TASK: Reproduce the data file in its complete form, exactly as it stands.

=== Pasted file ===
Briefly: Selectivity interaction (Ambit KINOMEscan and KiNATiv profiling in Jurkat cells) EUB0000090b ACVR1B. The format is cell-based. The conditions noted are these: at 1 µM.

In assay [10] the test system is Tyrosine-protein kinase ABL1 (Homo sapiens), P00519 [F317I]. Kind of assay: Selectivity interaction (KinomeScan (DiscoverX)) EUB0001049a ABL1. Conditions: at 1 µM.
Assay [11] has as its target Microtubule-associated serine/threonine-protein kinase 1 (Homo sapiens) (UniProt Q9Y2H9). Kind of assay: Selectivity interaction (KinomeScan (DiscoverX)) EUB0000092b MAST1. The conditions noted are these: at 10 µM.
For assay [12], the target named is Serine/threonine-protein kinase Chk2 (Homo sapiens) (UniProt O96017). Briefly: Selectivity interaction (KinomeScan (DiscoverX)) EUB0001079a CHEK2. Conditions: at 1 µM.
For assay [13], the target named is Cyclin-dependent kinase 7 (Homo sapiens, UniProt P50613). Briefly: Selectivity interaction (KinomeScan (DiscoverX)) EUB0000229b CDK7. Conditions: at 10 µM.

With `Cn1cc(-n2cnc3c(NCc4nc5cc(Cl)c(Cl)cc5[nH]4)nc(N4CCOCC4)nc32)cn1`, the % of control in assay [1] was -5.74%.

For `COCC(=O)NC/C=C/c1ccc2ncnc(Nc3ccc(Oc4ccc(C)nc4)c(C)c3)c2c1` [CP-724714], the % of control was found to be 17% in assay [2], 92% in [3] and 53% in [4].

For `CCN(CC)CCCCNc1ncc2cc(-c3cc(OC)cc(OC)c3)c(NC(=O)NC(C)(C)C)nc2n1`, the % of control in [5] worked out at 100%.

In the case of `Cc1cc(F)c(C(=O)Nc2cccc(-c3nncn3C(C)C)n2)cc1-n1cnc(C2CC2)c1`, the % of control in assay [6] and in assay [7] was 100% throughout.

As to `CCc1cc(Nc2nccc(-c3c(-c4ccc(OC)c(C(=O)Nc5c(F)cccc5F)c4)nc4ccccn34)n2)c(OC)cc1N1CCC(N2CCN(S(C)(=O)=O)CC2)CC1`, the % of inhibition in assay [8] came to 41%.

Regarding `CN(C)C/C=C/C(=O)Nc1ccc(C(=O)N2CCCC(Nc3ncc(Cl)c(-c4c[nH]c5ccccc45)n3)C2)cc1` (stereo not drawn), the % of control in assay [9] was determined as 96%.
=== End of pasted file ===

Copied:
Briefly: Selectivity interaction (Ambit KINOMEscan and KiNATiv profiling in Jurkat cells) EUB0000090b ACVR1B. The format is cell-based. The conditions noted are these: at 1 µM.

In assay [10] the test system is Tyrosine-protein kinase ABL1 (Homo sapiens), P00519 [F317I]. Kind of assay: Selectivity interaction (KinomeScan (DiscoverX)) EUB0001049a ABL1. Conditions: at 1 µM.
Assay [11] has as its target Microtubule-associated serine/threonine-protein kinase 1 (Homo sapiens) (UniProt Q9Y2H9). Kind of assay: Selectivity interaction (KinomeScan (DiscoverX)) EUB0000092b MAST1. The conditions noted are these: at 10 µM.
For assay [12], the target named is Serine/threonine-protein kinase Chk2 (Homo sapiens) (UniProt O96017). Briefly: Selectivity interaction (KinomeScan (DiscoverX)) EUB0001079a CHEK2. Conditions: at 1 µM.
For assay [13], the target named is Cyclin-dependent kinase 7 (Homo sapiens, UniProt P50613). Briefly: Selectivity interaction (KinomeScan (DiscoverX)) EUB0000229b CDK7. Conditions: at 10 µM.

With `Cn1cc(-n2cnc3c(NCc4nc5cc(Cl)c(Cl)cc5[nH]4)nc(N4CCOCC4)nc32)cn1`, the % of control in assay [1] was -5.74%.

For `COCC(=O)NC/C=C/c1ccc2ncnc(Nc3ccc(Oc4ccc(C)nc4)c(C)c3)c2c1` [CP-724714], the % of control was found to be 17% in assay [2], 92% in [3] and 53% in [4].

For `CCN(CC)CCCCNc1ncc2cc(-c3cc(OC)cc(OC)c3)c(NC(=O)NC(C)(C)C)nc2n1`, the % of control in [5] worked out at 100%.

In the case of `Cc1cc(F)c(C(=O)Nc2cccc(-c3nncn3C(C)C)n2)cc1-n1cnc(C2CC2)c1`, the % of control in assay [6] and in assay [7] was 100% throughout.

As to `CCc1cc(Nc2nccc(-c3c(-c4ccc(OC)c(C(=O)Nc5c(F)cccc5F)c4)nc4ccccn34)n2)c(OC)cc1N1CCC(N2CCN(S(C)(=O)=O)CC2)CC1`, the % of inhibition in assay [8] came to 41%.

Regarding `CN(C)C/C=C/C(=O)Nc1ccc(C(=O)N2CCCC(Nc3ncc(Cl)c(-c4c[nH]c5ccccc45)n3)C2)cc1` (stereo not drawn), the % of control in assay [9] was determined as 96%.